The National Broadband Network will be a focus of the fifth Inner West Small Business Expo, taking place at Strathfield Golf Club on August 16.
The Expo is the result of a joint effort by Leichhardt, Marrickville, Canada Bay, Strathfield and Ashfield councils, alongside the Clearly Business Enterprise Centre, to help local businesses “connect, learn and grow”.
Co-ordinator John Whelan said the workshops would assist businesses in considering whether an online presence is a profitable way to expand.
“Online is not your enemy,” he said.
Other streams will offer advice on “standing out from the crowd” and “growing your business without headaches or borrowing”.
The Expo comes at a vexed time for small business in Sydney’s inner west. While some high streets such as King St in Newtown are thriving, others are suffering from escalating rates of vacancy, including parts of Norton St and Parramatta Rd in Leichhardt.
Mr Whelan said perceived threats – such as shopping centres or chain stores – could be turned into opportunities for small businesses.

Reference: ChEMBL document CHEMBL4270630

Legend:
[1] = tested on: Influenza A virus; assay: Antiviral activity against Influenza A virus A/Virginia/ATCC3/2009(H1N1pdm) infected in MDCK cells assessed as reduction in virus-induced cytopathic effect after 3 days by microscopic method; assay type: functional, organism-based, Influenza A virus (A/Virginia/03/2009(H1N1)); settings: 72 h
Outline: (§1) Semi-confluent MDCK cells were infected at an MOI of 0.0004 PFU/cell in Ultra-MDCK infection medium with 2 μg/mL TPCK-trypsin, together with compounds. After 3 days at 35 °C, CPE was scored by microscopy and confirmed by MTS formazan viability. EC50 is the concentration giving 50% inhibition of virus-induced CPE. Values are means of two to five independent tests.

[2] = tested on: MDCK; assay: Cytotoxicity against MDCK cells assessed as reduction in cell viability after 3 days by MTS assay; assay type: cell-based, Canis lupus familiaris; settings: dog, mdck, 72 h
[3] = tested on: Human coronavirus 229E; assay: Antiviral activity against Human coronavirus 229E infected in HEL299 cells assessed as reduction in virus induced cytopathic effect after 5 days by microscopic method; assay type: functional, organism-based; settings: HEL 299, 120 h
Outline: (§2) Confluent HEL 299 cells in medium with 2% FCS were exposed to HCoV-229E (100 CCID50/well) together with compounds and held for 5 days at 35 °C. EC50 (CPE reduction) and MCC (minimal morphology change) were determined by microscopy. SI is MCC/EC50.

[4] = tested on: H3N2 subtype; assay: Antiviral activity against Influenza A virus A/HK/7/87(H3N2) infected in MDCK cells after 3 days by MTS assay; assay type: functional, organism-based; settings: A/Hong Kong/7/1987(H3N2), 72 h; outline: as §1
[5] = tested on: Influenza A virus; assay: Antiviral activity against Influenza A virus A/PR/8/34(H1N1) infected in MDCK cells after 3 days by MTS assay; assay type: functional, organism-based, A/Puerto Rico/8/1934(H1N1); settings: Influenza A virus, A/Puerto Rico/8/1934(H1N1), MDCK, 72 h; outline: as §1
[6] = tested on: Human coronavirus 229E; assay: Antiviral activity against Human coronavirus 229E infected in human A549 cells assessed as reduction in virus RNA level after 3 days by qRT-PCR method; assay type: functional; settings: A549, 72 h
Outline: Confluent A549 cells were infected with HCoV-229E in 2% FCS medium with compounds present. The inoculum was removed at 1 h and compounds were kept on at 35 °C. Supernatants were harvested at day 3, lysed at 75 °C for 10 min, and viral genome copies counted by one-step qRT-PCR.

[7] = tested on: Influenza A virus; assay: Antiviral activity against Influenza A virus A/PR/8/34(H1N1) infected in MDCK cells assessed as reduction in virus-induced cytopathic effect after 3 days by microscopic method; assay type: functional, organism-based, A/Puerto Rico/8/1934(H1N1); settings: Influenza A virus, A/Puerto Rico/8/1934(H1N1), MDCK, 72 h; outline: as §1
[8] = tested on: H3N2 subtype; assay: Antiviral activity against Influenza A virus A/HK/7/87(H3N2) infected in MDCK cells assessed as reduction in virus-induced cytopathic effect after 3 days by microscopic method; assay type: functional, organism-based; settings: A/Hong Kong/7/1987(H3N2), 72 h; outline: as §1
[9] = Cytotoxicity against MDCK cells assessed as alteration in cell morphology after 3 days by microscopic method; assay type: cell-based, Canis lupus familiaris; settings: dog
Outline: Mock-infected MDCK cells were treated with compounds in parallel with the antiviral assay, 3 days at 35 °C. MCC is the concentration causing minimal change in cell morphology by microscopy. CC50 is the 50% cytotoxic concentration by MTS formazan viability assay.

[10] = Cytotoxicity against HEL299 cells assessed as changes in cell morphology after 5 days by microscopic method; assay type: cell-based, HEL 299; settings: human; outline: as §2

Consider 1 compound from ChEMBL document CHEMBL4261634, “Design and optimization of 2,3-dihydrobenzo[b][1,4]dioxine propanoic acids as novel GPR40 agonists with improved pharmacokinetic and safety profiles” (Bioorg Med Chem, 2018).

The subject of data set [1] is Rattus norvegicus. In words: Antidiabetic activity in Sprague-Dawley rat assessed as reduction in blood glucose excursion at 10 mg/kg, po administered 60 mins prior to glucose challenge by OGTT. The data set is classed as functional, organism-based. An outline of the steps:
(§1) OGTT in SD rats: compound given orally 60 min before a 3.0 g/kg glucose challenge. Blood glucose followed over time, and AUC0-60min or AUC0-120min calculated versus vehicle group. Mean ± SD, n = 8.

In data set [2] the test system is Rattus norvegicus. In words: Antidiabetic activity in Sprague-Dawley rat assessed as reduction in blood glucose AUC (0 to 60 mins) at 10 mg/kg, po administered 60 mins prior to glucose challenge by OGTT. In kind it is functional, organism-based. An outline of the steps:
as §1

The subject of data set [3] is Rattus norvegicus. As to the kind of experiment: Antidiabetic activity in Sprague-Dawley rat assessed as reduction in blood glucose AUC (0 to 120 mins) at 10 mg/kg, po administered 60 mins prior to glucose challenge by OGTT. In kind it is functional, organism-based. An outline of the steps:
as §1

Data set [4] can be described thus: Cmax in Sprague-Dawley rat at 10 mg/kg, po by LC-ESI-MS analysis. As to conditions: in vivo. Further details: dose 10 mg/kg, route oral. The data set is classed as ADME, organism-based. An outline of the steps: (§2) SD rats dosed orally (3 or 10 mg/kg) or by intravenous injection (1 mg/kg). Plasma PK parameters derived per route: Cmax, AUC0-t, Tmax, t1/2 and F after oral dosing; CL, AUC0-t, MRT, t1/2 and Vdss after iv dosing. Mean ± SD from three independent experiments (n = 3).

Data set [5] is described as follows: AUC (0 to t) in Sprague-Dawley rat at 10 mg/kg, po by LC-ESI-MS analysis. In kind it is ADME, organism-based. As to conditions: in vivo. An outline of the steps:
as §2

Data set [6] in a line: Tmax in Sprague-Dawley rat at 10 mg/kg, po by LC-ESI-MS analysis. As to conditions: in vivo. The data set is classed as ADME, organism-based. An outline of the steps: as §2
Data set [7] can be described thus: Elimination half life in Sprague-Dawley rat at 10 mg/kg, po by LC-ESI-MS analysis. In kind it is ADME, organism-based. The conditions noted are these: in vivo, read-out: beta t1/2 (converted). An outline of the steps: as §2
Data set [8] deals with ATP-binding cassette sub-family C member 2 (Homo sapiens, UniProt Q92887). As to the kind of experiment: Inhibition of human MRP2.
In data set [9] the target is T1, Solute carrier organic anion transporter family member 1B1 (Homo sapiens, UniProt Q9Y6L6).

“Look at it from the other perspective – often a large business becomes an attractor,” he said.
He pointed to the IKEA development in Tempe as an example that had rejuvenated parts of the Princes Highway.
“New business have opened up that are complimentary to what IKEA does,” said Mr Whelan. “There are many businesses who were maybe not doing so well due to the nature of the Princes Highway that are now doing better.”
Those who imagined a previous golden age for small business were mistaken, he said.
“We know that when there were horses and buggies being tied to edging rails, people were complaining about parking,” said Mr Whelan.
Yasmin King, former Associate Commissioner at the ACCC and now NSW Small Business Commissioner, will deliver the opening address. Carol Skyring, who has been a mentor for women starting in business, will present a workshop covering online capability.
“I’ll be contributing my expertise on eBusiness and an overview of the reasons to go online and whether you should become an eBusiness,” she said.
Dr Graeme Salter, an expert in digital and mobile marketing who will present a workshop, said it was a valuable day for small business owners to network and learn.
“Small businesses are often seen on their own – this is a way for them to network, and for their training,” he said. “I’ve been to the event before and it was worthwhile because of the contacts I made.”
Mr Whelan said the political narrative about red tape and taxes could sometimes give business owners a “cliche or slogan” that did not necessarily help identify and redress the real issues facing their business.